Did you know anyone can learn how to present with confidence and in just 3 simple steps!
Why? because confidence and specifically the ability to present with confidence is not a superpower or an innate ability but a combination of skills, mindset, and habits that you can cultivate.
Building speaking confidence is centered on recognising that fear doesn’t mean danger. On a primal level, if you’re confronted with a threat, our bodies naturally prepare for battle. Stress hormones are released and for a fight or flight situation. You feel the hair on the back of your neck or arms rising, a cold sweat breaks out and your legs begin to shake. Familiar? The good news is that the above is a natural reaction to perceived danger. It’s our bodies telling us to run! Therefore part of the solution is to build confidence in the way you react to fear stimuli and can ultimately start to see it as an opportunity to build confidence.
Here are 3 Simple Steps to take the fear out of the equation, and focus on the skill of speaking with confidence.
Step 1 – Passion – A key element to overcoming your fear of public speaking is being passionate about your subject matter.
Take time to research your topic inside-out, identifying what makes it interesting to you in particular. Find an aspect that speaks to you personally and focus on that. It makes it easy for your audience to stay focused and listening when the speaker is interested in what they’re presenting. Stay connected to your topic. It helps keep you focussed even when distracting things are happening around you.
If you are convinced by the power or importance of what you’re saying, then this passion will come through in your body language and your delivery. When you feel more connected to your subject matter, it can show through excited hand gestures, more animated speech. This passion is infectious and will encourage your audience to develop interest in the topic being discussed. This, in turn, leads to greater connection and indirectly boosts the speakers’ communication confidence ultimately helping you overcome your fear of public speaking.
A big part of being a confident speaker is finding your own voice. There’s no point trying to sound like another speaker you’ve heard, no matter how much you admire them. Your audience will almost certainly be able to tell when you’re mimicking someone else. It can make you come across as unconfident because you’re afraid to use your own speaking style. It feels unnatural and is quickly noticed by everyone.
Maybe your style is more light-hearted, you might use humour to highlight your talk. Or maybe you have a more serious and emphatic style. Maybe you use slang and local references, or maybe you have a more academic and clinical approach. Neither way is more or less effective than the other. As long as you identify what works for you and feels authentic, then you’ll come across better to your audience. You’re far more likely to appeal to your audience by being yourself, which will lead to more opportunities to speak in public. Gaining experience is the best way to find your voice and become more confident.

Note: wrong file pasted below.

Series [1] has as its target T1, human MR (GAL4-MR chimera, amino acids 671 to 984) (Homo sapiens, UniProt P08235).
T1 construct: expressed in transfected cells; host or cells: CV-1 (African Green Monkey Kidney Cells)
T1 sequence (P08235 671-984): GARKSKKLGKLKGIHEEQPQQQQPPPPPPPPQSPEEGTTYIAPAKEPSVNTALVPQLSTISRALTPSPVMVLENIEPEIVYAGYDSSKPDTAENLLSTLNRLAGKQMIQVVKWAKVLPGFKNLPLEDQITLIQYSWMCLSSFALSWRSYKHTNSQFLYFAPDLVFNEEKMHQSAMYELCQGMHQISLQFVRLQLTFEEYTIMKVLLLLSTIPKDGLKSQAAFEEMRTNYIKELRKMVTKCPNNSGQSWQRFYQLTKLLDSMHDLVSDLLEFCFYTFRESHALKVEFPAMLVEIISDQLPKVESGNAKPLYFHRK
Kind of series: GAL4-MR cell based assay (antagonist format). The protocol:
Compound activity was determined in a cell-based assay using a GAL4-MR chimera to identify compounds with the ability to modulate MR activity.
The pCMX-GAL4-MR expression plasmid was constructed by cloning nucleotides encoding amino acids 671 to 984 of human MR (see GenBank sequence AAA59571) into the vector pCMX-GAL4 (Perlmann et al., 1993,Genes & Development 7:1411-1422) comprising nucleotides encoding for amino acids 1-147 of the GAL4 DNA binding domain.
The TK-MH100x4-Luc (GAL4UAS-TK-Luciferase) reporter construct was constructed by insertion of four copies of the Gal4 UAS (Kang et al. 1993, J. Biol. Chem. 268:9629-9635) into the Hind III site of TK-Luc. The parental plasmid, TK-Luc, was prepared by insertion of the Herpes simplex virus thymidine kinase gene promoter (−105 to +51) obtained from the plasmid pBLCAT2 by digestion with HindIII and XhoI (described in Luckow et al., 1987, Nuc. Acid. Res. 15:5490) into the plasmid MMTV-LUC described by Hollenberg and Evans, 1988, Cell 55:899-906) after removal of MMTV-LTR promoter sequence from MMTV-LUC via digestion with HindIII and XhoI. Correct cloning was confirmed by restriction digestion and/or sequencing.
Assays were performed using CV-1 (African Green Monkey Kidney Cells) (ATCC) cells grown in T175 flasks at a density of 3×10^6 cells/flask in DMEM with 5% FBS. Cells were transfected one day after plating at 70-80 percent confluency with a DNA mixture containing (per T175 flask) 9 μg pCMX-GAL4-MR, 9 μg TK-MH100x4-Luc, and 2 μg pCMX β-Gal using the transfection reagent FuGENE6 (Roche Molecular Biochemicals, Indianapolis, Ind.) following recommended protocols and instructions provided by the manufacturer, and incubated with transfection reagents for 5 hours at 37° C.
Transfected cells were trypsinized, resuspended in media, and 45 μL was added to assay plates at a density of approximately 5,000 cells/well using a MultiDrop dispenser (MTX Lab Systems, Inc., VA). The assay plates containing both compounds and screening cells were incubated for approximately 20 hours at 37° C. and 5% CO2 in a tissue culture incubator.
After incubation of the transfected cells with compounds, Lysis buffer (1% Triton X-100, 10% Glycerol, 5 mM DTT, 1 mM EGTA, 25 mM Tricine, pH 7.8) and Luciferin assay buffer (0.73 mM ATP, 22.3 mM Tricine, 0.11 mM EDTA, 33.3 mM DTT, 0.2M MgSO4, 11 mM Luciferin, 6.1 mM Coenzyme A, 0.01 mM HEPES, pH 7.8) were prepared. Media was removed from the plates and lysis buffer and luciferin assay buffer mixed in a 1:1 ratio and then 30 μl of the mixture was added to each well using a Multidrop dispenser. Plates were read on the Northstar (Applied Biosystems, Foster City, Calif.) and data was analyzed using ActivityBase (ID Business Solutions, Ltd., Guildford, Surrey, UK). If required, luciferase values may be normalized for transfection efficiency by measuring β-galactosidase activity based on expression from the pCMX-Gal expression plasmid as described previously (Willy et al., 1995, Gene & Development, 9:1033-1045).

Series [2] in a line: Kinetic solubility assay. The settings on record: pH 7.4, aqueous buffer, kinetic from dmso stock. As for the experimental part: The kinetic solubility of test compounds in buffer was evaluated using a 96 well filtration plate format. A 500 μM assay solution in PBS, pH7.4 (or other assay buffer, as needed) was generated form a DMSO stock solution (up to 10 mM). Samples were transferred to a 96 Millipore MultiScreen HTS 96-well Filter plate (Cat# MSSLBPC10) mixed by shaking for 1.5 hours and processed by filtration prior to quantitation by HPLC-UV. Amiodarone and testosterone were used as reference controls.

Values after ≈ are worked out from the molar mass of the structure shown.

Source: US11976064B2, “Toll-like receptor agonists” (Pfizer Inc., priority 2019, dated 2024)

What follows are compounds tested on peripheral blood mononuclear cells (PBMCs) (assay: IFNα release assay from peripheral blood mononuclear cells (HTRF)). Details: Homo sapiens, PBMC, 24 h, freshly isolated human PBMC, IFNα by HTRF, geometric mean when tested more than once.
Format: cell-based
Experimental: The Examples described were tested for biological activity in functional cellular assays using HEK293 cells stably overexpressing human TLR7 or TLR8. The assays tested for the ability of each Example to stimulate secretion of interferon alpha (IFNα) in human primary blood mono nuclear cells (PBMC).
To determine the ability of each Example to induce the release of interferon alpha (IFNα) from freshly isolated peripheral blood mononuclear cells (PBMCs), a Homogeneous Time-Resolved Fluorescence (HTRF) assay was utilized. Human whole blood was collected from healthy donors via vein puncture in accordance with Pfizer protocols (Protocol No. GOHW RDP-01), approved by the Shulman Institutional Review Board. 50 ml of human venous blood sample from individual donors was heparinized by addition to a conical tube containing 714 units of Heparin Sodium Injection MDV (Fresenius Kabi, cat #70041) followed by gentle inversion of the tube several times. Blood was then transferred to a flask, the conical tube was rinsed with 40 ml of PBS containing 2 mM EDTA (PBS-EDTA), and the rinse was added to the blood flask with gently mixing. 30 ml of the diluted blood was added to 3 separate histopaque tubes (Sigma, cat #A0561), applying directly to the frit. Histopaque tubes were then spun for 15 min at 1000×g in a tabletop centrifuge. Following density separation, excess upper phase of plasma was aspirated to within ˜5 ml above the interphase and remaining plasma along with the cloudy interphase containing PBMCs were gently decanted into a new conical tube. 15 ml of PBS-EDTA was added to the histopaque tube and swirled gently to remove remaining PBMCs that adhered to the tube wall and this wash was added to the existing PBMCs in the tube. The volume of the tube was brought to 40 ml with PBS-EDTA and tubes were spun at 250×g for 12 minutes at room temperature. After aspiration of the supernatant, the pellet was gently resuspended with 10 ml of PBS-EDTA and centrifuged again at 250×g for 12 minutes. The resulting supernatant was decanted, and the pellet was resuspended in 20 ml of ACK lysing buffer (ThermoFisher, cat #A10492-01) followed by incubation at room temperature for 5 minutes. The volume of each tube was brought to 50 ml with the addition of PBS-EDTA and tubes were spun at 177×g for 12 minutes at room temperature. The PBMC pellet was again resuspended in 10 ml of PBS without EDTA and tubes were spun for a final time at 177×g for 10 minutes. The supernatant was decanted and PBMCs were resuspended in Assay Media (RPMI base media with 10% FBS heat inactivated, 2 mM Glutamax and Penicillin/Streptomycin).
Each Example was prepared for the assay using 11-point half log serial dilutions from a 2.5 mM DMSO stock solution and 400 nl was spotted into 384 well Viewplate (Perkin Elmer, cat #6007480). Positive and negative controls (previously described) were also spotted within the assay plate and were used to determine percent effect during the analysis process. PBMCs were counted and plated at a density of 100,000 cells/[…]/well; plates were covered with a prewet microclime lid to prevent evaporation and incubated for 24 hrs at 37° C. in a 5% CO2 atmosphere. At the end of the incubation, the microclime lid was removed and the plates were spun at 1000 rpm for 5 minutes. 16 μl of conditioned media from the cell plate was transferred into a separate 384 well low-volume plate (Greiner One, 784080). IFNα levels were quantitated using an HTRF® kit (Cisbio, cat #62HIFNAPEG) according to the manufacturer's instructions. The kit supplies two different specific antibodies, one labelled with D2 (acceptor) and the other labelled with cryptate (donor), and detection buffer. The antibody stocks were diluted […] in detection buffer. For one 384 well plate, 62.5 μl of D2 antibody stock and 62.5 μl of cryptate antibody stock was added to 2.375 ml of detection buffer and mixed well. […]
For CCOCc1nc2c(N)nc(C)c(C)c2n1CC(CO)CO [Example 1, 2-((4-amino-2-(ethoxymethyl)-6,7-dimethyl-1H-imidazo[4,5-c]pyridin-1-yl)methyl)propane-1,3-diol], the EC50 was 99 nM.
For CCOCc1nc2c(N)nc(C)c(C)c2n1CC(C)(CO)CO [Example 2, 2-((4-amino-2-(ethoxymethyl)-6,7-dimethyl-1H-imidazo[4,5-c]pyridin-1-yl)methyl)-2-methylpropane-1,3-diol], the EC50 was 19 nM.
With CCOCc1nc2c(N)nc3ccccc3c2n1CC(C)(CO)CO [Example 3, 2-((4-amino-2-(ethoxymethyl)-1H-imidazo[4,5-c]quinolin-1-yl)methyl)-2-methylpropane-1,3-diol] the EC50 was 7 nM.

Step 2 -Preparation – Preparation is key: you wouldn’t walk into an exam without having revised!
Take your time to explore your subject-matter, revise and rehearse. Practice your speech in front of friends, or just a mirror! It’s advisable not to write down the entire speech to read off word-for-word. Your audience will struggle to stay focused, as we’re naturally averse to scripted speeches that sound too robotic or monotone. People usually prefer to be talked to in a more natural, even conversational style. You’ll come across as confident if you’re able to speak without relying too heavily on a script. We suggest that you use some cards with a few bullet-points and prompts. Don’t be afraid to use quotes, as it comes across well if you can back up your points with relevant famous opinions.
There are many ways of preparing yourself before giving a talk. Some people listen to carefully chosen calming music or a mindfulness track; meditation or even exercise. Avoid too much caffeine or similar stimulants before public speaking. They can make you agitated and actually increase your nerves. In general, it’s best not to do anything too different from your usual routine. Keep those stress levels down by going through your personal rituals whatever they might be.
Step 3 Practice – Practice and experience is the best way to maximize your skills.
Being a confident speaker gets easier each time you speak in front of an audience. In addition to this, you can get advice and mentoring; sign up for a credible programme with a high impact coach. The more talks you do, the more feedback you’ll get, building upon your knowledge and experience. Invite your audience to leave feedback, it’s an effective way of seeing yourself and your talk through their eyes and working on your public speaking style for the future. Open doors and grow your reputation by eliminating the fear out of public speaking and focussing on your ability to present confidently in your own unique voice.
Go out and take action, seek out opportunities to overcome your fear of public speaking and build your confidence.